NOTE: This product is restricted in Georgia, Minnesota, North Dakota, Oklahoma, Vermont, Louisiana
N,N-diisopropyltryptamine Fumarate, 3-[2-(Diisopropylamino)ethyl]indole Fumarate
Molecular Weight: 244.379 g/mol
Form: Fumarate salt
Material Data Safety Sheet: Available upon request, hard copies are mailed with orders
NMR: Available upon request
Appearance: Slightly off-white fine powder
NOTE: This product is restricted in Louisiana
References and Abstracts:
N,N-Diisopropyltryptamine (DIPT) and 5-methoxy-N,N-diisopropyltryptamine (5-MeO-DIPT). Two orally active tryptamine analogs with CNS activity February 1980 Communications in psychopharmacology 4(5):363-9
Abstract: Two of the major, naturally occurring, tryptamine hallucinogens are N,N-dimethyltryptamine (DMT and 5-methoxy-N,N-dimethyltryptamine (5-MeO-DMT). Although they are active in man only parenterally, it has been found that the N-isopropyl homologs of these two bases are both orally active, and have human potency similar to their methyl counterparts. N,N-Diisopropyltryptamine (DIPT, I) effects a passive and neutral psychotomimetic state, but one that embodies an unusual degree of auditory distortion, both in the pitch and the timbre of perceived sounds. N,N-Diisopropyl-5-methoxytryptamine (5-MeO-DIPT), on the other hand, produces a talkative and disinhibited state with easy emotional expression.
Discriminative Stimulus Effects of N,N-Diisopropyltryptamine October 2012 Psychopharmacology 226(2) DOI10.1007/s00213-012-2891-x
Abstract: Rationale: Serotonergic hallucinogens such as (+)-lysergic acid diethylamide (LSD) and dimethyltryptamine (DMT) produce distinctive visual effects, whereas the synthetic hallucinogen N,N-diisopropyltryptamine (DiPT) is known for its production of auditory distortions. Objective: This study compares the discriminative stimulus effects of DiPT to those of visual hallucinogens. Methods: Adult male rats were trained to discriminate DiPT (5 mg/kg, 15 min) from saline under a FR10 schedule. A dose-effect and time course of DiPT's discriminative stimulus effects were established. DMT, (-)-2,5-dimethoxy-4-methylamphetamine (DOM), LSD, (±)-methylenedioxymethamphetamine (MDMA), and (+)-methamphetamine were tested for cross-substitution in DiPT-trained animals. Results: Rats learned to discriminate DiPT from saline in an average of 60 training sessions (30 drug and 30 saline). DiPT (0.5-5 mg/kg) produced dose-dependent increases in drug-appropriate responding (DAR) to 99 % (ED(50) = 2.47 mg/kg). Onset of the discriminative stimulus effects was within 5 min, and the effects dissipated within 4 h. Full substitution for the discriminative stimulus effects of DiPT occurred with LSD, DOM, an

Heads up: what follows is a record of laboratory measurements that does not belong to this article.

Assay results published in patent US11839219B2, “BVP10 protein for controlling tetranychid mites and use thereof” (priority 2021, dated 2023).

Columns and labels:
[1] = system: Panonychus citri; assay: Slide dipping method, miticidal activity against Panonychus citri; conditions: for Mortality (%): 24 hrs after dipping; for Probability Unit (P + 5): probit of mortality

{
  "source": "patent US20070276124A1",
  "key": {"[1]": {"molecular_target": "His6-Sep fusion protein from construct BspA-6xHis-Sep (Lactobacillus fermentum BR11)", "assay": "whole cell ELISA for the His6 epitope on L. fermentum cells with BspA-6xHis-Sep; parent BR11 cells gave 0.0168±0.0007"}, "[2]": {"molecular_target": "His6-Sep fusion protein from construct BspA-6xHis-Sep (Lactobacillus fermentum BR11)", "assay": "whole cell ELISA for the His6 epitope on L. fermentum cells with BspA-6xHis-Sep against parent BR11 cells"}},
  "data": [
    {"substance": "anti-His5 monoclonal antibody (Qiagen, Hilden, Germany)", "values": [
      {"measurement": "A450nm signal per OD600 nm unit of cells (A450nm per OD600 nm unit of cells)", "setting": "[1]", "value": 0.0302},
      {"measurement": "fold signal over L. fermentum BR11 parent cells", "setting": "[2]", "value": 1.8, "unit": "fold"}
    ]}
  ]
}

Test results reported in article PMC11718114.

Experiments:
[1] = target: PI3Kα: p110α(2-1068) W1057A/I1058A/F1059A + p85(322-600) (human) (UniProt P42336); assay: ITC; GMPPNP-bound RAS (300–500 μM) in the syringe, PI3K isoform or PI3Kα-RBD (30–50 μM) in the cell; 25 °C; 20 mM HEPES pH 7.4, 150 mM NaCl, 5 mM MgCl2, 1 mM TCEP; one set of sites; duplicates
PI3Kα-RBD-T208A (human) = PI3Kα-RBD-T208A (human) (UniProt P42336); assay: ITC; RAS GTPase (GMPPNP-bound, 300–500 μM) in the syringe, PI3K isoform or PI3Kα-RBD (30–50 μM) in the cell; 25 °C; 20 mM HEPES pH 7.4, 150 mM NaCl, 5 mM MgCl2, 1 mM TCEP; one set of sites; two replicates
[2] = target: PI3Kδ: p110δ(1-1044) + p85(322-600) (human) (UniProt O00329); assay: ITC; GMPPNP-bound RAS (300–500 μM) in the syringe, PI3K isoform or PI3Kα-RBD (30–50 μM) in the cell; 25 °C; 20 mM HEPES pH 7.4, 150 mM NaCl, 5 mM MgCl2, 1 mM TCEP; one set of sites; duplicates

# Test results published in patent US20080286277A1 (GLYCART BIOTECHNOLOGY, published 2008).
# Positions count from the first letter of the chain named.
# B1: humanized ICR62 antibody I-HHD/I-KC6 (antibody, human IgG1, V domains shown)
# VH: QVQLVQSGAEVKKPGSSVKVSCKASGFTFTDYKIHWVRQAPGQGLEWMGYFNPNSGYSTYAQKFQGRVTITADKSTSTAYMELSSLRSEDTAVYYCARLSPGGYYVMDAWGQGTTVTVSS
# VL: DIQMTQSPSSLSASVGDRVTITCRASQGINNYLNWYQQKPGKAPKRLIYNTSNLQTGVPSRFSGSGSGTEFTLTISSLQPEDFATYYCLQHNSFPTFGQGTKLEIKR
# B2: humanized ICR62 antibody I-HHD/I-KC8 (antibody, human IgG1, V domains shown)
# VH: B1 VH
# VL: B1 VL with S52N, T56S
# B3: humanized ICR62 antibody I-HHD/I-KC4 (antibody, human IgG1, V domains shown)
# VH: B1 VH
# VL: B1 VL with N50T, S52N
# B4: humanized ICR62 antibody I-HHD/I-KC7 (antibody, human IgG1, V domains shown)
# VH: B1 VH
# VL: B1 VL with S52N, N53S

d MDMA. DMT only partially substituted for DiPT (65 % DAR), whereas (+)-methamphetamine failed to substitute for DiPT (29 % DAR). Conclusions: The discriminative stimulus effects of DiPT were similar those of a number of synthetic hallucinogens, only partially similar to those of DMT, but not similar to (+)-methamphetamine. The putative DiPT-induced auditory distortions do not lead to discriminative stimulus effects distinguishable from other hallucinogens.